What is acne?Although we tend to use 'acne' as a blanket term, there are actually different forms of acne. "There is inflammatory acne and there is non-inflammatory acne, which involves blackheads and whiteheads," explains Dr. Benjamin Barankin, a Toronto dermatologist and Medical Director of the Toronto Dermatology Centre.
Most women get the odd spot here and there (especially during that time of the month), and as annoying as that may be, it's actually pretty normal. But if you're getting persistent breakouts, you could be suffering from adult acne. To diagnose the condition, dermatologists will look for comedones (essentially blocked pores that may present as a blackhead or whitehead -- the primary lesions in any form of acne, says New York-based dermatologist Dr. Mohiba Tareen.
What causes adult acneAcne can happen for a number of reasons, and while it's not clear why the incidence of adult acne is on the rise, one of the main triggers is believed to be stress, which increases the production of male hormones (androgens).
Dr. Barankin agrees, and lists high stress levels, together with being overweight, irregular periods, a family history of acne and eating high glycemic foods, as the most common factors amongst his older female clients.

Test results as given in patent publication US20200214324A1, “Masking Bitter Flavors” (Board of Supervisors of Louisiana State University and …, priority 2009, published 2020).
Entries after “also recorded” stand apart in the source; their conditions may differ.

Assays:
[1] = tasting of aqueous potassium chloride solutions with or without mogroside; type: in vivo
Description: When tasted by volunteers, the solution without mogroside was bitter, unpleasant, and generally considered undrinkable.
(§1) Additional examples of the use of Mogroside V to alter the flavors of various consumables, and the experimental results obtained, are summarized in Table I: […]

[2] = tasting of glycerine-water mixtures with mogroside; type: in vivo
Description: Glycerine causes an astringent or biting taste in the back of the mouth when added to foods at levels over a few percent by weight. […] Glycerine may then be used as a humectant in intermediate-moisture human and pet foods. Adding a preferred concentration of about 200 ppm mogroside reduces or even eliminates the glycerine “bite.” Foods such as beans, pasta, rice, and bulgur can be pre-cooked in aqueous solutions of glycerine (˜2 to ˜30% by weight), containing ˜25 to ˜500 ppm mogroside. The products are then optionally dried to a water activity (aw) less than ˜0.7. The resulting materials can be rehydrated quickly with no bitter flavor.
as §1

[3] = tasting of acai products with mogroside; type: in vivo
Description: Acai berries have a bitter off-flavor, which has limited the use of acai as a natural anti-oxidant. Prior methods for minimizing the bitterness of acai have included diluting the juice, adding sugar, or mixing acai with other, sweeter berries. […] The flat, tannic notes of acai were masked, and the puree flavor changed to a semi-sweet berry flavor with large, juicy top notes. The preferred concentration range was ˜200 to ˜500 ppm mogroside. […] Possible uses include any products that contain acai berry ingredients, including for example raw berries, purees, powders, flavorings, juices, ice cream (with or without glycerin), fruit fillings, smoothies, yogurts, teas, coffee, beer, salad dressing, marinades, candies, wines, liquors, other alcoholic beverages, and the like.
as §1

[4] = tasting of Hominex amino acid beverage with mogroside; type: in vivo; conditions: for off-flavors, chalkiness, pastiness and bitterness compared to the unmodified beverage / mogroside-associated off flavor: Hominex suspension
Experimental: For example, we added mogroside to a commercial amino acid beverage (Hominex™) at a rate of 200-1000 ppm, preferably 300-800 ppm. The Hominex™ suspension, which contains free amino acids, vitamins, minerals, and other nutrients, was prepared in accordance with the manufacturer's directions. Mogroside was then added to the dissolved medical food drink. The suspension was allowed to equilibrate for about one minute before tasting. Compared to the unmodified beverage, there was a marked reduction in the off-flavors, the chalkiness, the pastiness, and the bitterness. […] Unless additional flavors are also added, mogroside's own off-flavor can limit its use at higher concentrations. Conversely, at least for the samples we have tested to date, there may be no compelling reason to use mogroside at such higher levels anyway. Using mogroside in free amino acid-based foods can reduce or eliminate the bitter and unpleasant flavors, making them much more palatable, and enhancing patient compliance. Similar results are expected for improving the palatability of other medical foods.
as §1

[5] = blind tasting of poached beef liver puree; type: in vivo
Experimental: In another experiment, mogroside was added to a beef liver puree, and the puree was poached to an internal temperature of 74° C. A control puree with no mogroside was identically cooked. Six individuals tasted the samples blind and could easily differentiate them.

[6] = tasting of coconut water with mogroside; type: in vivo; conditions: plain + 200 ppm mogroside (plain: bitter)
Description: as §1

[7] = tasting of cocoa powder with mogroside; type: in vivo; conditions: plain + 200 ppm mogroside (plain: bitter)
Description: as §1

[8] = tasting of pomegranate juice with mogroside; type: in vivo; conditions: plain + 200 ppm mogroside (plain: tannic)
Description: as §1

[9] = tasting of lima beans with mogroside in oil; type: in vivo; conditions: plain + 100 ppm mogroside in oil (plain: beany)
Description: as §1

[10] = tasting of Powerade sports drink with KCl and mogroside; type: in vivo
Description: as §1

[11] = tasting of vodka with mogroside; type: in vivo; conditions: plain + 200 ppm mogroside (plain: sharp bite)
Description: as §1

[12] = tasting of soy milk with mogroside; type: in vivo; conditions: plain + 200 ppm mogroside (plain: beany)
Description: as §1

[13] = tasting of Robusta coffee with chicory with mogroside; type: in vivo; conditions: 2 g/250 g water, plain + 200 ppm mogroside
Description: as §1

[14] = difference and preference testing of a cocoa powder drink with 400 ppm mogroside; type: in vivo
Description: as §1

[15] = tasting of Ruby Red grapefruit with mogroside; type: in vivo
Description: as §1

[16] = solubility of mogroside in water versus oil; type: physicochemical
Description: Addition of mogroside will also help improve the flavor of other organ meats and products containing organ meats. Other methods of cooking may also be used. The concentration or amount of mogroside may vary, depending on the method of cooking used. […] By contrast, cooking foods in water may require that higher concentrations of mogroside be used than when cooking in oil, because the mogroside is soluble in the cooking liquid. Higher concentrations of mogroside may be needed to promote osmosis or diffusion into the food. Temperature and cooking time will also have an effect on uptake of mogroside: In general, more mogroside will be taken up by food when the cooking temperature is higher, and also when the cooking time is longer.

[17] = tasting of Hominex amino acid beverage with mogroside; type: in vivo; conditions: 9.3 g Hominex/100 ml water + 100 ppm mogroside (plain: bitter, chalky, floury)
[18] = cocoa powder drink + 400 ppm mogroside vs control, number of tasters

Flare-ups can also be the direct result of using products with pore-clogging ingredients, birth control pills that contain high doses of androgens, exposure to bacteria from cell phones and fingers, and failure to remove makeup properly as common culprits, adds Dr. Debra Jaliman, author of Skin Rules: Trade Secrets From A Top New York Dermatologist.
Treatment optionsIf adult acne is plaguing your life, here's some good news: It can be treated. The first step is to see a dermatologist to get a firm diagnosis and work out the most effective line of treatment. Options include:
Topical treatmentsTopical treatments involving benzoyl peroxide and salicylic acid can work well:
Benzoyl peroxide. This kills the acne-causing bacteria, which can't survive in oxygen-rich environments, explains Dr. Tareen. With less of this bacteria present, acne breakouts are diminished. This is helpful for treating inflamed red bumps. It also works to exfoliate dead skin cells and eliminate sebum, both of which help to reduce the number of blocked pores and pimples. One caveat: Benzoyl peroxide can sometimes dry out the skin and leave it red and flaky. You can get around this by using benzoyl peroxide as a face wash -- which gets rinsed off -- to minimize skin irritation, says Dr. Tareen.
Salicylic acid (BHA). Like benzoyl peroxide, salicylic acid breaks down and exfoliates dead skin cells. It works particularly well on blocked pores because it penetrates the hair follicle and helps to stop the pores from getting clogged, says Dr. Tareen. Other plus points include anti-inflammatory and anti-bacterial properties to reduce redness and kill bacteria.